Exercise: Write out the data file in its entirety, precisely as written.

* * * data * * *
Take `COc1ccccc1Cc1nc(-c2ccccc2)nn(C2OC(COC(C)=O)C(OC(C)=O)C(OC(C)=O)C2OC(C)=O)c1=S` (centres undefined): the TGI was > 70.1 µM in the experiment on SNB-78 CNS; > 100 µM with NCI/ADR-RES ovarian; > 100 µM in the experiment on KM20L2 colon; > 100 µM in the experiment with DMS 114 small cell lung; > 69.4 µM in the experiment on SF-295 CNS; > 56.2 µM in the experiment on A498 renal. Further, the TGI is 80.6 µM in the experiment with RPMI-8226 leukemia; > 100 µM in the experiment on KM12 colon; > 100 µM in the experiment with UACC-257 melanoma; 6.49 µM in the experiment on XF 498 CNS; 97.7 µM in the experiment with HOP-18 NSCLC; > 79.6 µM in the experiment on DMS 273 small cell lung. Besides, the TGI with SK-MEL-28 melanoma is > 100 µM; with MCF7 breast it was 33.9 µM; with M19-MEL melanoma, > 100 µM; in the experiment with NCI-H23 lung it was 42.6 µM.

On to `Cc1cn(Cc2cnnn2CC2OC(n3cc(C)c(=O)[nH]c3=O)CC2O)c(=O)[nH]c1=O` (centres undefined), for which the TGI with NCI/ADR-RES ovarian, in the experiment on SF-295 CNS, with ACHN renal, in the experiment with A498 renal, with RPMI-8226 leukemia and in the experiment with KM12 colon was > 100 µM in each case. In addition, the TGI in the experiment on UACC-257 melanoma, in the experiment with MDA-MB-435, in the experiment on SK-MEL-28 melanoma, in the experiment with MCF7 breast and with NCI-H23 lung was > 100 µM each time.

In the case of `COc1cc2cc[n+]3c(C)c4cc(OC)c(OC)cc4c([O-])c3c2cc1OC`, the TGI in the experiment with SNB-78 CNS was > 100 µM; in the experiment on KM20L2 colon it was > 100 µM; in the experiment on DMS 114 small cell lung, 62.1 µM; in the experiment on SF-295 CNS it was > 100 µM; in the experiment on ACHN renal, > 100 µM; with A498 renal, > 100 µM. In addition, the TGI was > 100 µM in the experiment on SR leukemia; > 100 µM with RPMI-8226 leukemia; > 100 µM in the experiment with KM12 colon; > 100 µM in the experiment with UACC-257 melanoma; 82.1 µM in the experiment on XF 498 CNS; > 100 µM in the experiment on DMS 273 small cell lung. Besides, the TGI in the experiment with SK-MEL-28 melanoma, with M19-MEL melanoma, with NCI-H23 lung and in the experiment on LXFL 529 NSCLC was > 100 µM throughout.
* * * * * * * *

Take `COc1ccccc1Cc1nc(-c2ccccc2)nn(C2OC(COC(C)=O)C(OC(C)=O)C(OC(C)=O)C2OC(C)=O)c1=S` (centres undefined): the TGI was > 70.1 µM in the experiment on SNB-78 CNS; > 100 µM with NCI/ADR-RES ovarian; > 100 µM in the experiment on KM20L2 colon; > 100 µM in the experiment with DMS 114 small cell lung; > 69.4 µM in the experiment on SF-295 CNS; > 56.2 µM in the experiment on A498 renal. Further, the TGI is 80.6 µM in the experiment with RPMI-8226 leukemia; > 100 µM in the experiment on KM12 colon; > 100 µM in the experiment with UACC-257 melanoma; 6.49 µM in the experiment on XF 498 CNS; 97.7 µM in the experiment with HOP-18 NSCLC; > 79.6 µM in the experiment on DMS 273 small cell lung. Besides, the TGI with SK-MEL-28 melanoma is > 100 µM; with MCF7 breast it was 33.9 µM; with M19-MEL melanoma, > 100 µM; in the experiment with NCI-H23 lung it was 42.6 µM.

On to `Cc1cn(Cc2cnnn2CC2OC(n3cc(C)c(=O)[nH]c3=O)CC2O)c(=O)[nH]c1=O` (centres undefined), for which the TGI with NCI/ADR-RES ovarian, in the experiment on SF-295 CNS, with ACHN renal, in the experiment with A498 renal, with RPMI-8226 leukemia and in the experiment with KM12 colon was > 100 µM in each case. In addition, the TGI in the experiment on UACC-257 melanoma, in the experiment with MDA-MB-435, in the experiment on SK-MEL-28 melanoma, in the experiment with MCF7 breast and with NCI-H23 lung was > 100 µM each time.

In the case of `COc1cc2cc[n+]3c(C)c4cc(OC)c(OC)cc4c([O-])c3c2cc1OC`, the TGI in the experiment with SNB-78 CNS was > 100 µM; in the experiment on KM20L2 colon it was > 100 µM; in the experiment on DMS 114 small cell lung, 62.1 µM; in the experiment on SF-295 CNS it was > 100 µM; in the experiment on ACHN renal, > 100 µM; with A498 renal, > 100 µM. In addition, the TGI was > 100 µM in the experiment on SR leukemia; > 100 µM with RPMI-8226 leukemia; > 100 µM in the experiment with KM12 colon; > 100 µM in the experiment with UACC-257 melanoma; 82.1 µM in the experiment on XF 498 CNS; > 100 µM in the experiment on DMS 273 small cell lung. Besides, the TGI in the experiment with SK-MEL-28 melanoma, with M19-MEL melanoma, with NCI-H23 lung and in the experiment on LXFL 529 NSCLC was > 100 µM throughout.